This prefab cabin is designed to take you off grid in the Scottish Highlands

March 30, 2018 by  
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A new piece of prefab architecture will soon bring artists, researchers, and travelers closer to the spectacular Scottish Highlands. Artist Bobby Niven and architect Iain MacLeod designed the Artist Bothy, a multipurpose cabin prefabricated in Scotland from sustainable materials . Conceived as an artist residency space, the gabled hut promises a low-impact and off-grid immersion in nature. The Artist Bothy was born from the Bothy Project , a network of off-grid artist residency spaces that aims to support artist mobility and access to the Scottish landscape. To withstand the elements, the 178-square-foot cabin was constructed from cross-laminated timber panels clad in Corten corrugated metal and Scottish larch. Insulated with 100 millimeters of wood-fiber insulation, the gabled structure frames views through double-glazed windows. Surface water drainage is handled by concealed downpipes. Related: Solar-powered seaside cabin blends prefab design with traditional building techniques Each Artist Bothy can be installed on site in less than a day. While the structures were envisioned for off-grid use, they can also be connected to electricity and water services. The compact interior features a mostly wooden interior and a mezzanine level for sleeping. Optional extras for added functionality include a kitchenette, bench bed, shelving units, tables, a wood-burning stove , and outer decking. The Artist Bothy is available to purchase starting from £39,000 ($54,731 USD) . + Bothy Project Images by Johnny Barrington

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This prefab cabin is designed to take you off grid in the Scottish Highlands

Weathering steel wraps around a solar-powered California home

October 31, 2017 by  
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When Faulkner Architects was tasked with building a family home just outside San Francisco, the clients emphasized the importance of the environment. The Truckee-based architecture firm set about creating a striking site-specific dwelling with a small energy footprint. The result is an AIA award-winning three-bedroom home, called Miner Road, that’s wrapped in sheets of Corten Steel—chosen for its low maintenance and the way it “refresh[es] every time it rains, just like the landscape,” says architect Greg Faulkner. Located in Orinda on a sloped eight-acre site with large oak trees, Miner Road takes over the footprint of a former home that once stood on the property. The mature oak trees informed the orientation of the home and provide shade, while glass walls frame the trees’ large gnarled branches. Large cutouts in the weathering steel facade let in ample natural light and views of the landscape. Related: Green-roofed home with rusting walls appears to grow out of a Finnish forest “This bridging between interior and exterior is major feature of the main living space, and an entire wall is devoted to connecting the two visually,” wrote Faulkner Architects. In contrast to the weathering steel facade, the interior is bright and modern, and focuses on a natural materials palette , from the abundant use of white oak to white gypsum walls and basalt floor tiles. The home’s mechanical and electrical systems are designed at a 44.9% improvement over code and include a rainwater harvesting system and solar panels. + Faulkner Architects Via Dezeen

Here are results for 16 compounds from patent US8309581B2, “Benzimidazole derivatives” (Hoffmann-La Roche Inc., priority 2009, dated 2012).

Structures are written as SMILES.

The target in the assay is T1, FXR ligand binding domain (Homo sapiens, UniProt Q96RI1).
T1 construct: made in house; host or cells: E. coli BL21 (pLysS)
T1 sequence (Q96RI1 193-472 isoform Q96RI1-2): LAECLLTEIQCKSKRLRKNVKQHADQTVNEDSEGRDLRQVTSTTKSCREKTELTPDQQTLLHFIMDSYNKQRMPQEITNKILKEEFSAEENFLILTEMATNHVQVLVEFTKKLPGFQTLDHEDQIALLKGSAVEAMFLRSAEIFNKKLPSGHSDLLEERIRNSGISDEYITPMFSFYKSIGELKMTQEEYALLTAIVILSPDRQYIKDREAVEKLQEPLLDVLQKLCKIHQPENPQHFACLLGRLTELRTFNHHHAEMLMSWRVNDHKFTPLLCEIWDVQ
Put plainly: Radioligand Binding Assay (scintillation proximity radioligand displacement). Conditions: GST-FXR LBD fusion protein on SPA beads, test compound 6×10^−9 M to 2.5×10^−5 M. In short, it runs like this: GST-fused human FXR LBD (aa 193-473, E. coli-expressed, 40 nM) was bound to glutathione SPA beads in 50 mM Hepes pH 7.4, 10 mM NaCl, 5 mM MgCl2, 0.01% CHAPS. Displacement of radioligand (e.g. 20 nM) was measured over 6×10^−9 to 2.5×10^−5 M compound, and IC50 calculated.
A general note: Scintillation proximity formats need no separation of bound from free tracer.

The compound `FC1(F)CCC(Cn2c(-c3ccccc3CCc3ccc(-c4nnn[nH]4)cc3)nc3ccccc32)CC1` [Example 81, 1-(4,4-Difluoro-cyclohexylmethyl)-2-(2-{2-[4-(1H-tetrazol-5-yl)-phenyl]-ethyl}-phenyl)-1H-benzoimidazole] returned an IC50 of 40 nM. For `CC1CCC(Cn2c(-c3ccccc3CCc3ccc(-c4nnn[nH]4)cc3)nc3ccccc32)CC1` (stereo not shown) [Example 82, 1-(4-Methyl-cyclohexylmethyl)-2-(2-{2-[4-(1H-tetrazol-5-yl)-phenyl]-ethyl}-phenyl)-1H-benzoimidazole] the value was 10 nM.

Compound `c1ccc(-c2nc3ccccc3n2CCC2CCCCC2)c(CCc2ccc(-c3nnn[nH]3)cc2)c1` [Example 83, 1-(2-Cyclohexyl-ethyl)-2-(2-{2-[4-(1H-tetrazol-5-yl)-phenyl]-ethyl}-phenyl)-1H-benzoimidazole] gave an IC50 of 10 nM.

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Weathering steel wraps around a solar-powered California home

Weathering steel wraps around a solar-powered California home

October 31, 2017 by  
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When Faulkner Architects was tasked with building a family home just outside San Francisco, the clients emphasized the importance of the environment. The Truckee-based architecture firm set about creating a striking site-specific dwelling with a small energy footprint. The result is an AIA award-winning three-bedroom home, called Miner Road, that’s wrapped in sheets of Corten Steel—chosen for its low maintenance and the way it “refresh[es] every time it rains, just like the landscape,” says architect Greg Faulkner. Located in Orinda on a sloped eight-acre site with large oak trees, Miner Road takes over the footprint of a former home that once stood on the property. The mature oak trees informed the orientation of the home and provide shade, while glass walls frame the trees’ large gnarled branches. Large cutouts in the weathering steel facade let in ample natural light and views of the landscape. Related: Green-roofed home with rusting walls appears to grow out of a Finnish forest “This bridging between interior and exterior is major feature of the main living space, and an entire wall is devoted to connecting the two visually,” wrote Faulkner Architects. In contrast to the weathering steel facade, the interior is bright and modern, and focuses on a natural materials palette , from the abundant use of white oak to white gypsum walls and basalt floor tiles. The home’s mechanical and electrical systems are designed at a 44.9% improvement over code and include a rainwater harvesting system and solar panels. + Faulkner Architects Via Dezeen